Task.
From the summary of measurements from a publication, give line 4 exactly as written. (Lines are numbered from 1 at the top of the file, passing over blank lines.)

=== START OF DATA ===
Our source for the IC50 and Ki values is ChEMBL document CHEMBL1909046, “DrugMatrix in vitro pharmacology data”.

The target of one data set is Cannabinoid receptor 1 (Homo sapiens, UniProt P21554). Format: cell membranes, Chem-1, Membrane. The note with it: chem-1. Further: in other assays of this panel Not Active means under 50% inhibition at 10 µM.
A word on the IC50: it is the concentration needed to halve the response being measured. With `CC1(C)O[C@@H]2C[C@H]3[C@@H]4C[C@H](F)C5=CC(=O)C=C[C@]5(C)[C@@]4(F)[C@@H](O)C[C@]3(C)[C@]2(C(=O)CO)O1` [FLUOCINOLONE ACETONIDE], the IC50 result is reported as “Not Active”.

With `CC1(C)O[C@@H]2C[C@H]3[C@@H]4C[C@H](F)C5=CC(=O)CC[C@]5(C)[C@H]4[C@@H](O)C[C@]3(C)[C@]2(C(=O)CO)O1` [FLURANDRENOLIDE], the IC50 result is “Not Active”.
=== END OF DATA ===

With `CC1(C)O[C@@H]2C[C@H]3[C@@H]4C[C@H](F)C5=CC(=O)CC[C@]5(C)[C@H]4[C@@H](O)C[C@]3(C)[C@]2(C(=O)CO)O1` [FLURANDRENOLIDE], the IC50 result is “Not Active”.